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For the last of the seven proposed core regulations, the comment periods have ended. The US Food and Drug Administration (USFDA), have stated that they will be re-proposing parts of the Preventive Control rule, or producing supplementary proposals, for both the Human and Animal, Produce Safety and Foreign Supplier Verification programs. These amendments may be issued in September 2014, and are the result of issues raised during the comment period. Despite this, there is enough information in law and the seven core proposals for the industry to start acting, to ensure compliance.

For the last of the seven proposed core regulations, the comment periods have ended. The US Food and Drug Administration (USFDA), have stated that they will be re-proposing parts of the Preventive Control rule, or producing supplementary proposals, for both the Human and Animal, Produce Safety and Foreign Supplier Verification programs. These amendments may be issued in September 2014, and are the result of issues raised during the comment period. Despite this, there is enough information in law and the seven core proposals for the industry to start acting, to ensure compliance.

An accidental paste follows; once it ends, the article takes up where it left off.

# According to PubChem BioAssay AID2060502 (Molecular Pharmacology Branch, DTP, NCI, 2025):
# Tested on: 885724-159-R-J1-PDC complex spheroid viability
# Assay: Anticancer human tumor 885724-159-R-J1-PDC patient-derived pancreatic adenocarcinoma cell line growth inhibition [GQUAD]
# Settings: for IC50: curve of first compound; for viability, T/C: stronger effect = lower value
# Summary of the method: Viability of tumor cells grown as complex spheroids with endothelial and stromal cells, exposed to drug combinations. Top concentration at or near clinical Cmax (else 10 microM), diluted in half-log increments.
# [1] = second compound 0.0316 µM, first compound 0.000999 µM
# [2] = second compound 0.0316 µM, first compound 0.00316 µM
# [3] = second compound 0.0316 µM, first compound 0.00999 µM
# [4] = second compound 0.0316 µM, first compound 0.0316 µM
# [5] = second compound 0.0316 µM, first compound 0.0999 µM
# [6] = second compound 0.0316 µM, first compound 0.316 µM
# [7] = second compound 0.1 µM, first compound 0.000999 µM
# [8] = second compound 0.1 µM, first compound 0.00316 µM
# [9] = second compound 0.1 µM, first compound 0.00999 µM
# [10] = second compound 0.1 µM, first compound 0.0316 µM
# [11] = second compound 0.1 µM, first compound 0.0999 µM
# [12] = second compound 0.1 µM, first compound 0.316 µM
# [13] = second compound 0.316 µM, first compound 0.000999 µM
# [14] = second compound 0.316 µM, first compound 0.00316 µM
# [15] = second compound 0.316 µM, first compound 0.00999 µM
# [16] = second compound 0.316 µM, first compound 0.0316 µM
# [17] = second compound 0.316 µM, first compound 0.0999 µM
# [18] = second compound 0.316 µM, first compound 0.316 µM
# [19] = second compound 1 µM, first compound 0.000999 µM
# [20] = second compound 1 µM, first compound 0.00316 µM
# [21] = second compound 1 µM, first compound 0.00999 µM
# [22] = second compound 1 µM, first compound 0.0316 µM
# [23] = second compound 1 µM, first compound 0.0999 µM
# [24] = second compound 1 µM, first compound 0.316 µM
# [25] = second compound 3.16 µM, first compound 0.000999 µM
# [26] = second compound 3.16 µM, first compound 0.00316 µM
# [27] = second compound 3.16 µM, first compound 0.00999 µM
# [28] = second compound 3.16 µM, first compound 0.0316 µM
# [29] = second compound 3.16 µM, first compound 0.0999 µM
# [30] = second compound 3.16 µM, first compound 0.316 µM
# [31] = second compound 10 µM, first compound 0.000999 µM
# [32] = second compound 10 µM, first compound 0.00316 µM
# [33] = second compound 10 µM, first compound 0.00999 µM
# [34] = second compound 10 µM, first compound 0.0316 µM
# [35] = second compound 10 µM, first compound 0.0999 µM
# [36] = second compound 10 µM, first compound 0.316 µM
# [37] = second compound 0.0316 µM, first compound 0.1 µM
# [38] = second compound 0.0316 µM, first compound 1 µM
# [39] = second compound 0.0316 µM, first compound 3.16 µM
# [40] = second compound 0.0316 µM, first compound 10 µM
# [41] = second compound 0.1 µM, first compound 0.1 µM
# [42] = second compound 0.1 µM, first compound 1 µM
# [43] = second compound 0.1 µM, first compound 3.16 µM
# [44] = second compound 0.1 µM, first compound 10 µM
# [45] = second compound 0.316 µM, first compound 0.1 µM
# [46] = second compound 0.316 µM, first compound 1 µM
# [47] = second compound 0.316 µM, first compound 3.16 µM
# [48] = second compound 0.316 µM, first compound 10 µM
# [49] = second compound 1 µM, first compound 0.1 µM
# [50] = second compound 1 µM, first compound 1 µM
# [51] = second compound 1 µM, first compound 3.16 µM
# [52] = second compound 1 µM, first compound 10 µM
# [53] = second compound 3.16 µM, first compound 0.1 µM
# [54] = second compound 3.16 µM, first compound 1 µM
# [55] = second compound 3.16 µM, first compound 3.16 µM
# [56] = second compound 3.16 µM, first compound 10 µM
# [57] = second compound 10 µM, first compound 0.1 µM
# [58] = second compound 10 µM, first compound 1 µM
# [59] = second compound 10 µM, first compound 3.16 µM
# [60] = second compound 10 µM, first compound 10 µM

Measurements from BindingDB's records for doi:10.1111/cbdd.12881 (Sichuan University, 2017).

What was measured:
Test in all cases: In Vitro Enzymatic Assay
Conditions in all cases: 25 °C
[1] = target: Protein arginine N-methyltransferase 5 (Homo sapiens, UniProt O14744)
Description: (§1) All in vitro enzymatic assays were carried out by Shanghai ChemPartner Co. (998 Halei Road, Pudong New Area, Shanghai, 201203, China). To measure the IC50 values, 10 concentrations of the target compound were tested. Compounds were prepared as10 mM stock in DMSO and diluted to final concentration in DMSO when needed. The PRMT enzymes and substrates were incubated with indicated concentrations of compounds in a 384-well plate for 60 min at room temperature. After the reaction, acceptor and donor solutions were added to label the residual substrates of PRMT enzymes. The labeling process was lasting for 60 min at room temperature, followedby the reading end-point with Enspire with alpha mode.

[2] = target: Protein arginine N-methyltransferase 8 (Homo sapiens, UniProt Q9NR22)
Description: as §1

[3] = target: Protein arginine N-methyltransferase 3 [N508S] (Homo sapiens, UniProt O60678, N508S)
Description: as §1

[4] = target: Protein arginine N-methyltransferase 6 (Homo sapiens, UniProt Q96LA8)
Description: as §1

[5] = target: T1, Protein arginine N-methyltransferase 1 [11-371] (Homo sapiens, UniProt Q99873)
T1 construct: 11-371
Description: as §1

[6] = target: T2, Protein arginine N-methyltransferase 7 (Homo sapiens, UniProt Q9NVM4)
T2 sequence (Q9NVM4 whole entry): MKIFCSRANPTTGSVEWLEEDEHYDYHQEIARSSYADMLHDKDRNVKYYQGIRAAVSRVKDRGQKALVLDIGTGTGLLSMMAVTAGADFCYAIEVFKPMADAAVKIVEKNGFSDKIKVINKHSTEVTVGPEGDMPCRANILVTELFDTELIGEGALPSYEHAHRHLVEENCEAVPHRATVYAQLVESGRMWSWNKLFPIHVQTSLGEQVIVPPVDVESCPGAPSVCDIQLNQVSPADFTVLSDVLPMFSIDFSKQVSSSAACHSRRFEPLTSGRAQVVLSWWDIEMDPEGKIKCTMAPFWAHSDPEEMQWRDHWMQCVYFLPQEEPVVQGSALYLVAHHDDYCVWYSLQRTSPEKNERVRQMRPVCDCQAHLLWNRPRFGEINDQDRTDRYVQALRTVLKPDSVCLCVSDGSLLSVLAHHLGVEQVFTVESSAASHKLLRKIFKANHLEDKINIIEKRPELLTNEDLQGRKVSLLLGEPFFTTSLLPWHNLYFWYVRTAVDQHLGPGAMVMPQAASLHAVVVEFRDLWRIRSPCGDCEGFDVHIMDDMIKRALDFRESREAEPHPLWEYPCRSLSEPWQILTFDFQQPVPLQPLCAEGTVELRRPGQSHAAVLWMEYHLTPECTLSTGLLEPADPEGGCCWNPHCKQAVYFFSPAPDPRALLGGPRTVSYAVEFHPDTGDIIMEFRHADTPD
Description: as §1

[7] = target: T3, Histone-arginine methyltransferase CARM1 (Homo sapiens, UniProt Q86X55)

The timeframe for the US FDA is the statutory deadline to produce the final rules by the specific dates as listed in Table 1. The effective dates are 60 days after the final rules are published. The compliance dates are one to three years from the effective date, with some parts being extended further, dependent on the size of the operation and personnel numbers for the parameters established in the rules. Full compliance will take place from November 2016 to August 2019 for the seven core rules, with some parts being extended further, for example, the water testing requirements in the Produce Safety standard.

The US FDA’s published requirement is that all facilities selling food in or into the United States of America should establish food safety programs to prevent foodborne illnesses to both human and animals. The preventive control rules and the produce safety rules establish the framework to accomplish this and the other rules build on this. While the US FDA is willing to work with the industry, examples being the Brewing1, artisan cheese2 and produce industries3, the Agency still requires the establishment of food safety systems that will protect the public. This is clearly stated in the Operational Strategy for Implementing FSMA which starts with the sentence “Protecting Public Health by Strategic Implementation of Preventive-Oriented Food Safety Standards”.4